Which means that I've always got my eye out for potential greyhound adopters. No, no, I am not going up and down the street knocking on doors, or asking everyone I meet if they would like to adopt a greyhound. That would be super-annoying, and I would expect people to start to avoid me! Most of the time, if someone is at all amenable to the idea of adopting a greyhound, they approach me, not the other way around, and I make a point to patiently answer all of their questions.
And of course I volunteer to do Meet & Greets, and do my best to give a good yet accurate portrayal of the greyhound breed to potential adopters. The term that I've heard used to describe Argos, who is with me throughout all of this, is an "ambassador dog." People look at him, and how he behaves, and use what they see to help them make a decision. No pressure!
But that has caused me to start thinking: yes, people at the Meet & Greets are looking at Argos, and to some extent me, and using what they see to help make decisions, but the same thing happens out on the street, when we take our walks, or out in the woods when we run into hikers or other dog owners. Since we live in an urban(ish) area, it is nearly impossible to NOT run into people when we go out walking. So, what can I do to make sure that people walk away with the best possible impression of the breed? What can ANYONE do to give people a good impression of their dog's breed, without going overboard and being overly concerned about what people think?
This is what I've come up with so far:
1. Poop. Everyone's favorite subject. Every time I've heard a non-dog person complain about a dog, it's because the dog is allowed to poop on their lawn. I try very hard not to let Argos poop on anyone's lawn, making him walk between me and that little strip of grass beside the road. And of course no matter where he poops, I have a roll of little blue bags with which to clean up our mess. I mean, do I really want someone's most lasting memory of a greyhound was that there was one that pooped on their lawn every morning? Not exactly an impression that would drive someone to the nearest adoption group, even if it is somewhat irrational to blame the entire breed for the "sins" of one.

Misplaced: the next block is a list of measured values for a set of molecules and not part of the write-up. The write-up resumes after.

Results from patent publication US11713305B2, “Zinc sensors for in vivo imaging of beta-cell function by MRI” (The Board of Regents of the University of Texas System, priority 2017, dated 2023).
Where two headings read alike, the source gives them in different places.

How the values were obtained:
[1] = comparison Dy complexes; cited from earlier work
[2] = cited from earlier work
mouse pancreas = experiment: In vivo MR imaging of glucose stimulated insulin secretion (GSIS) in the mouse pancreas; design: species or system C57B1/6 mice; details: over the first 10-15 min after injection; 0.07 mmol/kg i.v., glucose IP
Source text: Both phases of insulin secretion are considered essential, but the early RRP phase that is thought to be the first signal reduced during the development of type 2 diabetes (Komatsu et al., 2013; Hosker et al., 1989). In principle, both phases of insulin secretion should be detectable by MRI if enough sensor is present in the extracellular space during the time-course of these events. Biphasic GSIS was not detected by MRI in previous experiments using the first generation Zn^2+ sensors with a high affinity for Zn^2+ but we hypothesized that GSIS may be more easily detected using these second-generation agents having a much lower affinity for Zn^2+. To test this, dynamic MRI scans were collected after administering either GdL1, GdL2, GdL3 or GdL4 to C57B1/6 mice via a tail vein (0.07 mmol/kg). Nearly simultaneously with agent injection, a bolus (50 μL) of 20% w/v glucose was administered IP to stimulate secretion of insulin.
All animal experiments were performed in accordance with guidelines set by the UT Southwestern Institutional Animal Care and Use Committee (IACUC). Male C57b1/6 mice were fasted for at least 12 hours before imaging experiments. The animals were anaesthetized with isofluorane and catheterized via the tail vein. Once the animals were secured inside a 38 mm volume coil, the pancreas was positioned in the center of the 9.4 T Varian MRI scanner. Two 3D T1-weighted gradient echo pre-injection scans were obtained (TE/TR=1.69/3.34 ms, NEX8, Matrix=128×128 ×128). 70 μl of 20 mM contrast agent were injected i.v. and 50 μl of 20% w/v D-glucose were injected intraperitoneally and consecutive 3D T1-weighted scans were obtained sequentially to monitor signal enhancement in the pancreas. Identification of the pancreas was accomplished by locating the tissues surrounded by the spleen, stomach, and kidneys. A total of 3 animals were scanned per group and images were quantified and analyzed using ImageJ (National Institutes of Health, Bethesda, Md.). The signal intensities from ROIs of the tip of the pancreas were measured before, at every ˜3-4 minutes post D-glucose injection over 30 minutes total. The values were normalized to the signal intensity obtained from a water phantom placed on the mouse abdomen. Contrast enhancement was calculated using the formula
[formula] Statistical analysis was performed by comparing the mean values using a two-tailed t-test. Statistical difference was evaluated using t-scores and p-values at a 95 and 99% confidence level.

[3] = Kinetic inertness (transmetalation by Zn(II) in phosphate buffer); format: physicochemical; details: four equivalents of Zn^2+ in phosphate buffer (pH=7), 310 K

2. Empathize. This is where I try to read people as we approach them. Someone who is interested in Argos will light up when they see him, and usually be smiling and engaged before we even get within petting distance. But not everyone does. If someone looks closed, or hesitant, or especially scared, I make a point to shorten his leash, put him on my other side, and make it clear to the person that he's under my control and won't be in a position to bite. Greyhounds are not known for being a vicious breed, of course, but not everyone knows their breeds - they just see a big dog!
3. Be Friendly. While I'm not the type to bound up to people and start conversations, I try to be friendly and approachable. I've resolved to answer breed questions no matter what, even if it makes me run behind a bit. Or to at least point them in the right direction.
4. Kids. Children nearly always want to pet Argos, so if I see one of them pining for him, I always offer to let them pet him. I can't count how many adults have warmed to Argos, and to greyhounds in general, when they see how gentle and friendly he is with their kids. This is obviously something that you would have to decide for yourself and your dog, on a case-by-case basis. I feel like I can do this with Argos, because he LOVES children. I think, in general, he likes them better than he does adults. Not every dog is comfortable with kids, so this would not be an approach that everyone would want to take.
And that's all I have so far. I had dreams of a list of ten items, but I guess those four are what I tend to concern myself with on a daily basis. Any others that you can think of?